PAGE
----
High blood pressure: Beetroot juice could lower your reading

High blood pressure affects one in four adults in the UK, but many people with the condition don’t know they have it. This is because symptoms are rarely noticeable. The best way to find out if you have high blood pressure is to have your reading regularly checked by your GP or local pharmacist or using a blood pressure monitor at home. High blood pressure can also be prevented or reduced by eating healthily.

Studies have shown beetroot can significantly lower blood pressure after just a few hours of consumption

As a general rule the NHS recommends cutting down on the amount of salt in food and eating plenty of fruit and vegetables.

It explains: “Salt raises your blood pressure. The more salt you eat, the higher your blood pressure.

“Eating a low-fat diet that includes lots of fibre, such as wholegrain rice, bread and pasta, and plenty of fruit and vegetables also helps lower blood pressure.”

But individual food and drink have also been shown in studies to hold blood pressure lowering qualities.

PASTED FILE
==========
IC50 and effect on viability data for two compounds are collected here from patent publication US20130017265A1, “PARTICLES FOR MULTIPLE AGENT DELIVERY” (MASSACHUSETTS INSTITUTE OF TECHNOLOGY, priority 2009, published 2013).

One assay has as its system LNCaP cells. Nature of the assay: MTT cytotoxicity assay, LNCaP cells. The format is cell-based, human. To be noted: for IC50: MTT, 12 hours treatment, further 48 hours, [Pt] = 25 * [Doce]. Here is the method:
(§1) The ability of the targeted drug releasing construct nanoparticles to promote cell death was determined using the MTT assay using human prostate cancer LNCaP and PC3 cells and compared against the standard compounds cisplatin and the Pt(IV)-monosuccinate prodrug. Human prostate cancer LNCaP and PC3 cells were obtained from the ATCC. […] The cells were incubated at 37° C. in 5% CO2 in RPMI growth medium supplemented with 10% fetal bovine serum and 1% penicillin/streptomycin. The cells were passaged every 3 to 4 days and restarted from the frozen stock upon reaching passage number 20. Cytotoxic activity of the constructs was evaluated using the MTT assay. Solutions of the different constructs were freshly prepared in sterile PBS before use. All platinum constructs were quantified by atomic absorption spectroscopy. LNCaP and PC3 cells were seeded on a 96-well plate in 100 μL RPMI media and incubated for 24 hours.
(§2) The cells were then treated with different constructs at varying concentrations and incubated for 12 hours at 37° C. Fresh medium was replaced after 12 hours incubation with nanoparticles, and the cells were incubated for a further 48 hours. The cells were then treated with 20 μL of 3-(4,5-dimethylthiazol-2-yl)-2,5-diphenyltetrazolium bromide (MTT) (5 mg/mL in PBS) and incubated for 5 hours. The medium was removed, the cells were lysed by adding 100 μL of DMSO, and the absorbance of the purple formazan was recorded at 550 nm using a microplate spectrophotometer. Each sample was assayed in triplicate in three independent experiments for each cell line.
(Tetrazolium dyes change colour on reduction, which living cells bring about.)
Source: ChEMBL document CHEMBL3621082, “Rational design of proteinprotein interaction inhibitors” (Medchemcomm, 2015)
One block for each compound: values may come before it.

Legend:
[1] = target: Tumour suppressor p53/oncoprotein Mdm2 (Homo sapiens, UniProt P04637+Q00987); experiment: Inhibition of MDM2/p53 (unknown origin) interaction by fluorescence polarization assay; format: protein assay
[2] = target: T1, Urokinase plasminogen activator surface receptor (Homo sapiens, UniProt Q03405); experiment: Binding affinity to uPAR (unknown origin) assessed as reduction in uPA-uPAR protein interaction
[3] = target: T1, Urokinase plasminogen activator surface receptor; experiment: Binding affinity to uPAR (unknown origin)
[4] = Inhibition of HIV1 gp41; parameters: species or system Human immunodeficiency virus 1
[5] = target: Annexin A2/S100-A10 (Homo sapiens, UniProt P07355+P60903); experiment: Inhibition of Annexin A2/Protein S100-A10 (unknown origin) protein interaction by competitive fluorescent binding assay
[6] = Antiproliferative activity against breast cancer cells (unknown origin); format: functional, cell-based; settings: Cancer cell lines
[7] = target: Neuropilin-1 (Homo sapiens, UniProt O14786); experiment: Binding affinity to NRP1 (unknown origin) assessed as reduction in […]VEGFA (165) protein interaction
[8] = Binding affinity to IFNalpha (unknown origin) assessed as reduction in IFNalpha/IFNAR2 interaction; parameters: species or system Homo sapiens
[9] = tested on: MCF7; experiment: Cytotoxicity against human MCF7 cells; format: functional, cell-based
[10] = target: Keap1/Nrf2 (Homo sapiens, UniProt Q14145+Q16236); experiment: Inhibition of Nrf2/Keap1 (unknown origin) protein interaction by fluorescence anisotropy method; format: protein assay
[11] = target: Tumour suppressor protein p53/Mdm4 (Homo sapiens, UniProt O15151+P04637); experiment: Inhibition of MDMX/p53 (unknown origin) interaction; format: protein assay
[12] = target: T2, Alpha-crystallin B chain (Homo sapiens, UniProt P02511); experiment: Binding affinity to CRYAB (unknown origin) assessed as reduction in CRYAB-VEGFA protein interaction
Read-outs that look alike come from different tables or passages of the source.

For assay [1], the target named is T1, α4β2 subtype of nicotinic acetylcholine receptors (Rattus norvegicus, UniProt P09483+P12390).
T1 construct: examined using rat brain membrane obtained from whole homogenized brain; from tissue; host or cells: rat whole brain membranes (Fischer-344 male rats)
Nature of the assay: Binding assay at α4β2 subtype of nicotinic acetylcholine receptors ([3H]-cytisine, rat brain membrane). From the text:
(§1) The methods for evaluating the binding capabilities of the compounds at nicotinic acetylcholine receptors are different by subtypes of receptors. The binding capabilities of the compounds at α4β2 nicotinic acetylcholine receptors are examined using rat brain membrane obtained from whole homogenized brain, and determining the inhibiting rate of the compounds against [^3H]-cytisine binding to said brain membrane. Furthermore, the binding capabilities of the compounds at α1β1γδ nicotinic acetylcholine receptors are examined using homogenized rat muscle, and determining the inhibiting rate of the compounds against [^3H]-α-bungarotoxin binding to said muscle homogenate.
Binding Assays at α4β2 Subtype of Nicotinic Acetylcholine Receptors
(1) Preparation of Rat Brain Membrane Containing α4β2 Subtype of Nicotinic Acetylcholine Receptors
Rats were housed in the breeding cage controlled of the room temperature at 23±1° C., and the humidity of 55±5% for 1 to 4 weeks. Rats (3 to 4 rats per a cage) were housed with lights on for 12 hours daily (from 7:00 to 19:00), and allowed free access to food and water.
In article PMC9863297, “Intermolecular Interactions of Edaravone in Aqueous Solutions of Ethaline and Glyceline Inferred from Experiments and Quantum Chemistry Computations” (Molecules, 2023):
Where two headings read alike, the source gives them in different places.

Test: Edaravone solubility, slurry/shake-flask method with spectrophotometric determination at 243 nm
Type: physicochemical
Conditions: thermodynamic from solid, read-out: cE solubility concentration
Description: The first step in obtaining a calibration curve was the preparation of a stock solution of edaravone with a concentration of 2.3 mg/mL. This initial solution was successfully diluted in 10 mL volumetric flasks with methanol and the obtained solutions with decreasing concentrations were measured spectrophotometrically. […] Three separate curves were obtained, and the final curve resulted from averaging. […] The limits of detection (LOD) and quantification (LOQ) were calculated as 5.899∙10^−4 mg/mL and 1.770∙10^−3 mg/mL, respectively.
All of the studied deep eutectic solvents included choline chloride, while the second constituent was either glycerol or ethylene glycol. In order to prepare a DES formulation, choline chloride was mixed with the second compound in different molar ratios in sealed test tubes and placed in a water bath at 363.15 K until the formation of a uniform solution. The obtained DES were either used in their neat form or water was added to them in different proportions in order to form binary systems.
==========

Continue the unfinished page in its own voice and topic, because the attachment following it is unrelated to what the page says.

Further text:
When it comes to the first meal of the day, breakfast, and choosing what drink to have, a good choice may be beetroot juice.

Studies have shown beetroot can significantly lower blood pressure after just a few hours of consumption.

Both raw beetroot juice and cooked beetroot were found to be effective at lowering blood pressure and decreasing inflammation.

Beetroots naturally contain large quantities of nitrates, which the body converts into nitric oxides.

This compound dilates the blood vessels, which improves blood flow and lowers overall blood pressure.

When it comes to the best food to eat for breakfast, a number of studies have suggested eating oats can help keep blood pressure in check.

Fibre can be beneficial to blood pressure, but it’s soluble fibre in particular (contained in oats) which has been associated with lowering blood pressure.

A 12-week study involving 110 people with untreated high blood pressure found consuming 8g of soluble fibre from oats per day reduced both systolic and diastolic blood pressure, compared with the control group.

Systolic pressure is the higher number on a reading and measures the force at which the heart pumps blood around the body.

Diastolic pressure is the lower number and measures the resistance to the blood flow in the blood vessels.

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